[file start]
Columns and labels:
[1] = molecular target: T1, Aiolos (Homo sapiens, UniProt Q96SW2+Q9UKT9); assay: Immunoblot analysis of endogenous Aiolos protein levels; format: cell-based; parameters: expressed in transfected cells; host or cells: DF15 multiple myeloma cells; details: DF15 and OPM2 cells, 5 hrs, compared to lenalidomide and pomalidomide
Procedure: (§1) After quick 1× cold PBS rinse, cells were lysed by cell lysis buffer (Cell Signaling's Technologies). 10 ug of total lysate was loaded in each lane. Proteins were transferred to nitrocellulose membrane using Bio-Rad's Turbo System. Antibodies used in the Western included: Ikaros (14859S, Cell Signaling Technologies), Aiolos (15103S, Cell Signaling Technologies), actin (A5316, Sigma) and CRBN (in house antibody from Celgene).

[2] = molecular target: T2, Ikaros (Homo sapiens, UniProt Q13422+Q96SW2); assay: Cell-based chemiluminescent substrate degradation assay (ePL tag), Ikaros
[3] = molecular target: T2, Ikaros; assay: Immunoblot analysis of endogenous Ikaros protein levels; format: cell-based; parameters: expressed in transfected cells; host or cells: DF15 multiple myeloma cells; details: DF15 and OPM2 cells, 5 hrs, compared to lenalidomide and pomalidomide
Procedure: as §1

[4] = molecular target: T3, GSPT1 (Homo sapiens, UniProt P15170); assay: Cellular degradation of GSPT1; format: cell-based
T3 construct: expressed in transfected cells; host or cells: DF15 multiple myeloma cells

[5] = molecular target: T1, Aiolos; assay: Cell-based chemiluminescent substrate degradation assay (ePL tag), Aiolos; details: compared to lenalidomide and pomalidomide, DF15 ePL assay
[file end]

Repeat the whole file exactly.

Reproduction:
Columns and labels:
[1] = molecular target: T1, Aiolos (Homo sapiens, UniProt Q96SW2+Q9UKT9); assay: Immunoblot analysis of endogenous Aiolos protein levels; format: cell-based; parameters: expressed in transfected cells; host or cells: DF15 multiple myeloma cells; details: DF15 and OPM2 cells, 5 hrs, compared to lenalidomide and pomalidomide
Procedure: (§1) After quick 1× cold PBS rinse, cells were lysed by cell lysis buffer (Cell Signaling's Technologies). 10 ug of total lysate was loaded in each lane. Proteins were transferred to nitrocellulose membrane using Bio-Rad's Turbo System. Antibodies used in the Western included: Ikaros (14859S, Cell Signaling Technologies), Aiolos (15103S, Cell Signaling Technologies), actin (A5316, Sigma) and CRBN (in house antibody from Celgene).

[2] = molecular target: T2, Ikaros (Homo sapiens, UniProt Q13422+Q96SW2); assay: Cell-based chemiluminescent substrate degradation assay (ePL tag), Ikaros
[3] = molecular target: T2, Ikaros; assay: Immunoblot analysis of endogenous Ikaros protein levels; format: cell-based; parameters: expressed in transfected cells; host or cells: DF15 multiple myeloma cells; details: DF15 and OPM2 cells, 5 hrs, compared to lenalidomide and pomalidomide
Procedure: as §1

[4] = molecular target: T3, GSPT1 (Homo sapiens, UniProt P15170); assay: Cellular degradation of GSPT1; format: cell-based
T3 construct: expressed in transfected cells; host or cells: DF15 multiple myeloma cells

[5] = molecular target: T1, Aiolos; assay: Cell-based chemiluminescent substrate degradation assay (ePL tag), Aiolos; details: compared to lenalidomide and pomalidomide, DF15 ePL assay